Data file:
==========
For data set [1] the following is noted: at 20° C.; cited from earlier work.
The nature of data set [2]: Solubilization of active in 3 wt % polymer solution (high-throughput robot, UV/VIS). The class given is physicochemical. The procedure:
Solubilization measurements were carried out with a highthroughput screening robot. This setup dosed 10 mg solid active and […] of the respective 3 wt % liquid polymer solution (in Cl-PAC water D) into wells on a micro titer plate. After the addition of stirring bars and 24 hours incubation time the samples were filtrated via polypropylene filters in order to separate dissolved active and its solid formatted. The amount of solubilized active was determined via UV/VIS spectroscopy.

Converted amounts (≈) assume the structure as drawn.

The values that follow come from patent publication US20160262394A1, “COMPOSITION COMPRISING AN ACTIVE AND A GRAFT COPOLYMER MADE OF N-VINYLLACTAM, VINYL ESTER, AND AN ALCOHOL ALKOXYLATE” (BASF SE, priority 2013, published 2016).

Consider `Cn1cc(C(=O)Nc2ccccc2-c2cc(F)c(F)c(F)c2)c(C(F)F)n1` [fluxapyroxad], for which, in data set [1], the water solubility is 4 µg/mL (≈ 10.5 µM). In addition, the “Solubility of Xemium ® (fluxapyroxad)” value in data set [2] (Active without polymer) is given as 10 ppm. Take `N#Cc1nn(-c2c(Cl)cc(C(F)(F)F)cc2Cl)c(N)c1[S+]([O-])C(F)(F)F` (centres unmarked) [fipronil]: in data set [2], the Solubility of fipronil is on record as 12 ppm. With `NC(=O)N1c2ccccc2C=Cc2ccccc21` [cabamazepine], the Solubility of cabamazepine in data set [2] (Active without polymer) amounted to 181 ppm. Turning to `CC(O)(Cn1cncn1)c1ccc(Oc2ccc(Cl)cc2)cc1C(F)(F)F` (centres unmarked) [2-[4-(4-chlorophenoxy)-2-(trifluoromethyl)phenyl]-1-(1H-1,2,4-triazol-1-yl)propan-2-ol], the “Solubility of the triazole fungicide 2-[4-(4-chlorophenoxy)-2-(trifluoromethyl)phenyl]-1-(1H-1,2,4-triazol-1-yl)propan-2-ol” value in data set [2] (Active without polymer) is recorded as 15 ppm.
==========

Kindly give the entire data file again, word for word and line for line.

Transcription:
For data set [1] the following is noted: at 20° C.; cited from earlier work.
The nature of data set [2]: Solubilization of active in 3 wt % polymer solution (high-throughput robot, UV/VIS). The class given is physicochemical. The procedure:
Solubilization measurements were carried out with a highthroughput screening robot. This setup dosed 10 mg solid active and […] of the respective 3 wt % liquid polymer solution (in Cl-PAC water D) into wells on a micro titer plate. After the addition of stirring bars and 24 hours incubation time the samples were filtrated via polypropylene filters in order to separate dissolved active and its solid formatted. The amount of solubilized active was determined via UV/VIS spectroscopy.

Converted amounts (≈) assume the structure as drawn.

The values that follow come from patent publication US20160262394A1, “COMPOSITION COMPRISING AN ACTIVE AND A GRAFT COPOLYMER MADE OF N-VINYLLACTAM, VINYL ESTER, AND AN ALCOHOL ALKOXYLATE” (BASF SE, priority 2013, published 2016).

Consider `Cn1cc(C(=O)Nc2ccccc2-c2cc(F)c(F)c(F)c2)c(C(F)F)n1` [fluxapyroxad], for which, in data set [1], the water solubility is 4 µg/mL (≈ 10.5 µM). In addition, the “Solubility of Xemium ® (fluxapyroxad)” value in data set [2] (Active without polymer) is given as 10 ppm. Take `N#Cc1nn(-c2c(Cl)cc(C(F)(F)F)cc2Cl)c(N)c1[S+]([O-])C(F)(F)F` (centres unmarked) [fipronil]: in data set [2], the Solubility of fipronil is on record as 12 ppm. With `NC(=O)N1c2ccccc2C=Cc2ccccc21` [cabamazepine], the Solubility of cabamazepine in data set [2] (Active without polymer) amounted to 181 ppm. Turning to `CC(O)(Cn1cncn1)c1ccc(Oc2ccc(Cl)cc2)cc1C(F)(F)F` (centres unmarked) [2-[4-(4-chlorophenoxy)-2-(trifluoromethyl)phenyl]-1-(1H-1,2,4-triazol-1-yl)propan-2-ol], the “Solubility of the triazole fungicide 2-[4-(4-chlorophenoxy)-2-(trifluoromethyl)phenyl]-1-(1H-1,2,4-triazol-1-yl)propan-2-ol” value in data set [2] (Active without polymer) is recorded as 15 ppm.